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AddedNov 26, 2014 at 01:47PM ESTbyANGERY Sonic.

You are watching: Maurizio de jorio running in the 90s

UpdatedMay 29, 2021 at 05:14PM EDTbyandcallmeshirley.


About

"Running in the 90"s" is a Eurobeat techno song performed by Italian disco artist Maurizio De Jorio under the stage name Max Coveri and written by Pamela Prandoni, Laurent Gelmetti and Clara Moroni.<7> The song is most often used in YTMND sites and montage parodies and/or to incorporate humor on a certain subject.


Origin

"Running in the 90"s" first appeared on the compilation album Super Eurobeat Vol. 85 in 1998.<7> After the release, the song received critical acclaim and praise from prominent reviewers. Eurobeat once reviewed (in a now-deleted article) that, "The action and the rush of adrenaline the song delivered was astounding, we haven"t seen anything like it."


Spread

The song grew popular as a meme after it was featured multiple times in the Japanese anime Initial D: First Stage. The first time the song was used was as the background for the final race scene of Episode 4: "Into the Battle!"<1> (shown below).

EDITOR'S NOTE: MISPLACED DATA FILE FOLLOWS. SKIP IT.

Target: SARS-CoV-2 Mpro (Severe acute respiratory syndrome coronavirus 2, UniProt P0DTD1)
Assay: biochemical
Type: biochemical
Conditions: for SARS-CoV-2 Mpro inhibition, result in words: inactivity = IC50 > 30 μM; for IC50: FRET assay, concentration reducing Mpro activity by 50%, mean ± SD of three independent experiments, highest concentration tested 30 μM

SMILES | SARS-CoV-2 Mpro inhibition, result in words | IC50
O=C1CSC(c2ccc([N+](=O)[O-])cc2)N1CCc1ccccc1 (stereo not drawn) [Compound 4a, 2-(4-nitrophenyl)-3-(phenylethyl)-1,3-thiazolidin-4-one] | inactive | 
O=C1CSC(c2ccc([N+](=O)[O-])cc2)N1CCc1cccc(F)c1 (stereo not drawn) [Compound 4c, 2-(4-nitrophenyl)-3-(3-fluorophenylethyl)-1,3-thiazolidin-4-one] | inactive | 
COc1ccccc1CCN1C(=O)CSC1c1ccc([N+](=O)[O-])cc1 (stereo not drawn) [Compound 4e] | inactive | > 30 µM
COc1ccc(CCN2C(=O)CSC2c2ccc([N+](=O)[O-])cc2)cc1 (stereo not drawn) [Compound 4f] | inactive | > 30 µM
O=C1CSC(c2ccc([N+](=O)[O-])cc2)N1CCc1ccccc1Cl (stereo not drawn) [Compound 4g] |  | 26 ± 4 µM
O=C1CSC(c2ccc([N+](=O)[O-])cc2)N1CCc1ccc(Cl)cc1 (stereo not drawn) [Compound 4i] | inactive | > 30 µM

On November 3rd, 2009, YouTuber JoeDutchCoast uploaded the song to YouTube,<2> and has gained 45 million views April 2021 (shown below). YouTube user PsychoDon904 also uploaded the song on Jan 7, 2010, and it has since gained over 1 million views and 8,900 upvotes.<6>


Throughout the 2010s, the song became a common subject of YTMNDs and YouTube remixes. On November 20th, 2017, YouTuber Nickimaki Clips posted a compilation of memes featuring the song, gaining over 6 million views (shown below, left). On August 26th of the same year, YouTuber Sdronk did the same, gaining over 1.1 million views (shown below, right).

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Related Memes

Lol, Internet

Lol, Internet is a series of YTMNDs featuring Ronald McDonald driving a car with his finger pointed at the sky under the caption: "lol, internet". The YTMND became popular after a version accompanied by Running in the 90"s was uploaded to the site. Originating from 4chan, the phrase is often used to remind Internet users to not take the Internet so seriously.